Thus, physics and the other natural sciences are simply, in principle, not capable of providing the level of ultimate grounding and explanation that Creation does. What the natural sciences investigate are the “secondary causes” (everything that happens besides this creative action of the Creator); it is through these secondary causes that the universe unfolds in all its richness. The fact that existence continues to exist from moment to moment is tied up in the same mystery. And so theologians speak not only of creatio ex nihilo (creation from nothing), but also creatio continua: the fact that at every instant, the continued existence of the universe itself is deliberately willed by God, who in this way is continually causing the universe to remain created.
In the theological tradition, we know that the character of our description of divine creative action, and indeed of our language about God, can only be seen as a poetic analogy for the reality. God, as the reason for why everything exists, is not just another entity alongside the entities of reality – not just another law of physics. And along with this, it is essential to remember that God’s action is radically different from other actions and causes. It enables and empowers and gives existence to the rest of the actions of the universe, but it does not substitute or intervene among them. Nor does it bring about change; rather, it is what makes change possible.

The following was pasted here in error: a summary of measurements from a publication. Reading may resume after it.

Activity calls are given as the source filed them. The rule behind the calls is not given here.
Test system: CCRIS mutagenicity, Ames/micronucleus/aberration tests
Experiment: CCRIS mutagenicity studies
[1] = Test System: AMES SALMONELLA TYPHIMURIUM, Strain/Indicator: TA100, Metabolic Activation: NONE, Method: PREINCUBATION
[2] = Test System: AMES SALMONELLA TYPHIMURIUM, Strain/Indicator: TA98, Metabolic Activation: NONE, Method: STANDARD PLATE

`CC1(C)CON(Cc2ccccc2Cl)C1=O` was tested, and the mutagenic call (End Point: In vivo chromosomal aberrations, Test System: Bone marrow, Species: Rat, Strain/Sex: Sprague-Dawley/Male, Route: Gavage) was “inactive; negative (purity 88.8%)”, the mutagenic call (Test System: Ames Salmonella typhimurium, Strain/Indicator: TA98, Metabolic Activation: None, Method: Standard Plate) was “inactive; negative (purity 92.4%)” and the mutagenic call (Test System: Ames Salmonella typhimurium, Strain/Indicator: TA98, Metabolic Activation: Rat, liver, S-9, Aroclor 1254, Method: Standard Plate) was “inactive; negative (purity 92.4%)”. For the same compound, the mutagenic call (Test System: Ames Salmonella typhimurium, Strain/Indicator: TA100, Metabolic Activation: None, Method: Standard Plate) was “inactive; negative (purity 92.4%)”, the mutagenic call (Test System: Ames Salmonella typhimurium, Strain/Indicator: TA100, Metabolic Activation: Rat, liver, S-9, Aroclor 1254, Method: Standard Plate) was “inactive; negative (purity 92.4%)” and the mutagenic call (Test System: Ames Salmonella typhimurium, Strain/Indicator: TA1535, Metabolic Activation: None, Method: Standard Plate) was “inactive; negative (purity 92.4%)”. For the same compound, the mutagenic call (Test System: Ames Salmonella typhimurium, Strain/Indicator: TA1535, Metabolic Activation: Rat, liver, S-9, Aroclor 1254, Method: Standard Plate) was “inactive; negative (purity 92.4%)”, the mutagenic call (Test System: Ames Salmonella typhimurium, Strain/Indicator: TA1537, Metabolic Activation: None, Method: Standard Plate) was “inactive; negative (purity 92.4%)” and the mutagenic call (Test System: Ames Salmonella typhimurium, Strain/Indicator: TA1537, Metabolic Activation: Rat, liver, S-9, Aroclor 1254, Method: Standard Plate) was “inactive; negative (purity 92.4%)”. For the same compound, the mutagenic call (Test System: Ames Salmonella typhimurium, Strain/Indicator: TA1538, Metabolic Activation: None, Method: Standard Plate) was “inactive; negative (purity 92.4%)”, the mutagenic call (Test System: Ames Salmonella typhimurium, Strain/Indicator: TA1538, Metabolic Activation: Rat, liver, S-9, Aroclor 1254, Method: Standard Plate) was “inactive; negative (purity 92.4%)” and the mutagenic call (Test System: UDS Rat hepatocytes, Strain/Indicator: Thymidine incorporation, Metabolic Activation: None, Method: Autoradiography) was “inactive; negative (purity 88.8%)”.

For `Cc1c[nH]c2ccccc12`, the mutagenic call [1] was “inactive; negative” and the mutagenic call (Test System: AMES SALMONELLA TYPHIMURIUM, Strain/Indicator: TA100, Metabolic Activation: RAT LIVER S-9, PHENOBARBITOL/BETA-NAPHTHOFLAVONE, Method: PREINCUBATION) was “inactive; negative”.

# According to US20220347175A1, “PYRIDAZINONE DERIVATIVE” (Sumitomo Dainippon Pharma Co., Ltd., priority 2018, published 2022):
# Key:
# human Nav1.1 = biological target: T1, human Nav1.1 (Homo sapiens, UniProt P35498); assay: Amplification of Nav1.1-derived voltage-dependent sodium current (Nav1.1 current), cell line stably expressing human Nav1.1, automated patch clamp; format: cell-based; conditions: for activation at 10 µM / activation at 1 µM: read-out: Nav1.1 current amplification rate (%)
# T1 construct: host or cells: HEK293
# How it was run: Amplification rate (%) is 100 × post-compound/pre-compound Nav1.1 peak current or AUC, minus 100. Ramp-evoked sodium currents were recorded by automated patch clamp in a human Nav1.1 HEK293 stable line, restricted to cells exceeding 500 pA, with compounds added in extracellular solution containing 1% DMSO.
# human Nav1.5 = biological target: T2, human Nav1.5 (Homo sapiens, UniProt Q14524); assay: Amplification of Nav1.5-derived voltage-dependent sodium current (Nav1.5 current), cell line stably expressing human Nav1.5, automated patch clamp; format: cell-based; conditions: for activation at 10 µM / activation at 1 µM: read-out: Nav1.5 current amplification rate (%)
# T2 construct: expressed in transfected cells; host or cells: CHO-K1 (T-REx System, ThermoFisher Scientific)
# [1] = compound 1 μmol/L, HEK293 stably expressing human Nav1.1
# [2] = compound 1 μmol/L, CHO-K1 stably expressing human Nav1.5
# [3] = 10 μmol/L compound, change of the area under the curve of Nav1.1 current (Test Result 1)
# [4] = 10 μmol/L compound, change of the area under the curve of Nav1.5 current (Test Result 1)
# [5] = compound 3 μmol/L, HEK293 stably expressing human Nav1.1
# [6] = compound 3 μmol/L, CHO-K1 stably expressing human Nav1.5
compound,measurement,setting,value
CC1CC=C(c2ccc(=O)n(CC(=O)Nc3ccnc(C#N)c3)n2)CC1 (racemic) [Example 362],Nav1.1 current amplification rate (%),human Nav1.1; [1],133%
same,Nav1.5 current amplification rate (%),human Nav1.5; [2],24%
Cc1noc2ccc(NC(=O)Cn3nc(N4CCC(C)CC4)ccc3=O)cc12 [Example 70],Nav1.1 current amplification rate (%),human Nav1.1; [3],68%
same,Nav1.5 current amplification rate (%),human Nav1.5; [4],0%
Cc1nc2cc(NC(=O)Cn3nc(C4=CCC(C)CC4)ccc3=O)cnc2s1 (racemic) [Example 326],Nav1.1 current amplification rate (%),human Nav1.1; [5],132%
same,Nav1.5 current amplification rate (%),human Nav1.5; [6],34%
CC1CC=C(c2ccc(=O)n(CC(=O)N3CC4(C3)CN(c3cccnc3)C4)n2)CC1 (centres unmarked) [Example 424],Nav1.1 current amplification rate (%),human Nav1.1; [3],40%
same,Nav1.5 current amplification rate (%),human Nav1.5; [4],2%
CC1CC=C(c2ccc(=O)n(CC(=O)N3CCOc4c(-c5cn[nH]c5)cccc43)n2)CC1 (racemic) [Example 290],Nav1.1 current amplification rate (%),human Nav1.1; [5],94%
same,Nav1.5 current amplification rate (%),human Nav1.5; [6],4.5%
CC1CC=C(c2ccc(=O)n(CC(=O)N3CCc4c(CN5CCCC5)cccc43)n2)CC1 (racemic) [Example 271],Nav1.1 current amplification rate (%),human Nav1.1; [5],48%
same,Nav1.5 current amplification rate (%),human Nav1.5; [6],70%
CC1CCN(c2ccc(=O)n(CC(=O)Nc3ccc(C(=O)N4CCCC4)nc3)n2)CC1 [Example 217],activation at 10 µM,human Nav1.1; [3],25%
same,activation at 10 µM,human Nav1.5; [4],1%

And so we understand that both science and religion are concerned with creation, with the nature of reality and the origin of things, and both are involved with issues of truth. To hold them separate, in watertight boxes, is a sterile solution that smacks of dishonesty.
And yet, in a fundamental way, science and religion are very different.